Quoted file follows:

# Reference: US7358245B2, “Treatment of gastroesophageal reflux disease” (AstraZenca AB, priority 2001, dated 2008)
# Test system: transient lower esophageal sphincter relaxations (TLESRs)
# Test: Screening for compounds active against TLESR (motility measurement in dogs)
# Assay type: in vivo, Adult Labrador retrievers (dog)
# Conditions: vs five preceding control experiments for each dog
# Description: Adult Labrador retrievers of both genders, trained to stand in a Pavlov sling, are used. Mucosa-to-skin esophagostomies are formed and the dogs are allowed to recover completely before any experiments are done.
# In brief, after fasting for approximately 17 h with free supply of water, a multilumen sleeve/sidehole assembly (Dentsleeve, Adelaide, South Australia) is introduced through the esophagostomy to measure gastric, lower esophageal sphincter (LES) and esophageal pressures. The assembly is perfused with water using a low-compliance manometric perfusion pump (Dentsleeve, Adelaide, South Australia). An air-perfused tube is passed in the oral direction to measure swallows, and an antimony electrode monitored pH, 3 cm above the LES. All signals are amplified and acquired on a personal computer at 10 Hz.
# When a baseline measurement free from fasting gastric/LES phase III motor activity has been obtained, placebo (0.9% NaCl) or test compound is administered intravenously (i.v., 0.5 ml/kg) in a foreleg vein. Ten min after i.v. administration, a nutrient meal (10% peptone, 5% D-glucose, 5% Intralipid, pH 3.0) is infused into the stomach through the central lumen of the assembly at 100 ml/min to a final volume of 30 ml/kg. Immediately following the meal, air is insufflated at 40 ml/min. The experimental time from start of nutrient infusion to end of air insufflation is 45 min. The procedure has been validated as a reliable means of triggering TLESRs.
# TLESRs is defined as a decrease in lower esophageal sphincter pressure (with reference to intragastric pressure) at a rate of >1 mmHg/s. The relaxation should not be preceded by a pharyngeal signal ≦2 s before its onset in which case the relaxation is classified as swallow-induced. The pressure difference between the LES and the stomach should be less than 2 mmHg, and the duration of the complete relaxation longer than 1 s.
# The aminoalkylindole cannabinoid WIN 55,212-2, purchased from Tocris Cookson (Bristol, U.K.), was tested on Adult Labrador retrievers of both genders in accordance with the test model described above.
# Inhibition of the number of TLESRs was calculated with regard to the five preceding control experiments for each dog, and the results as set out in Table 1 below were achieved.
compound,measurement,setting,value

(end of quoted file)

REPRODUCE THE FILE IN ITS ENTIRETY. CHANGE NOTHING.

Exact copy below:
# Reference: US7358245B2, “Treatment of gastroesophageal reflux disease” (AstraZenca AB, priority 2001, dated 2008)
# Test system: transient lower esophageal sphincter relaxations (TLESRs)
# Test: Screening for compounds active against TLESR (motility measurement in dogs)
# Assay type: in vivo, Adult Labrador retrievers (dog)
# Conditions: vs five preceding control experiments for each dog
# Description: Adult Labrador retrievers of both genders, trained to stand in a Pavlov sling, are used. Mucosa-to-skin esophagostomies are formed and the dogs are allowed to recover completely before any experiments are done.
# In brief, after fasting for approximately 17 h with free supply of water, a multilumen sleeve/sidehole assembly (Dentsleeve, Adelaide, South Australia) is introduced through the esophagostomy to measure gastric, lower esophageal sphincter (LES) and esophageal pressures. The assembly is perfused with water using a low-compliance manometric perfusion pump (Dentsleeve, Adelaide, South Australia). An air-perfused tube is passed in the oral direction to measure swallows, and an antimony electrode monitored pH, 3 cm above the LES. All signals are amplified and acquired on a personal computer at 10 Hz.
# When a baseline measurement free from fasting gastric/LES phase III motor activity has been obtained, placebo (0.9% NaCl) or test compound is administered intravenously (i.v., 0.5 ml/kg) in a foreleg vein. Ten min after i.v. administration, a nutrient meal (10% peptone, 5% D-glucose, 5% Intralipid, pH 3.0) is infused into the stomach through the central lumen of the assembly at 100 ml/min to a final volume of 30 ml/kg. Immediately following the meal, air is insufflated at 40 ml/min. The experimental time from start of nutrient infusion to end of air insufflation is 45 min. The procedure has been validated as a reliable means of triggering TLESRs.
# TLESRs is defined as a decrease in lower esophageal sphincter pressure (with reference to intragastric pressure) at a rate of >1 mmHg/s. The relaxation should not be preceded by a pharyngeal signal ≦2 s before its onset in which case the relaxation is classified as swallow-induced. The pressure difference between the LES and the stomach should be less than 2 mmHg, and the duration of the complete relaxation longer than 1 s.
# The aminoalkylindole cannabinoid WIN 55,212-2, purchased from Tocris Cookson (Bristol, U.K.), was tested on Adult Labrador retrievers of both genders in accordance with the test model described above.
# Inhibition of the number of TLESRs was calculated with regard to the five preceding control experiments for each dog, and the results as set out in Table 1 below were achieved.
compound,measurement,setting,value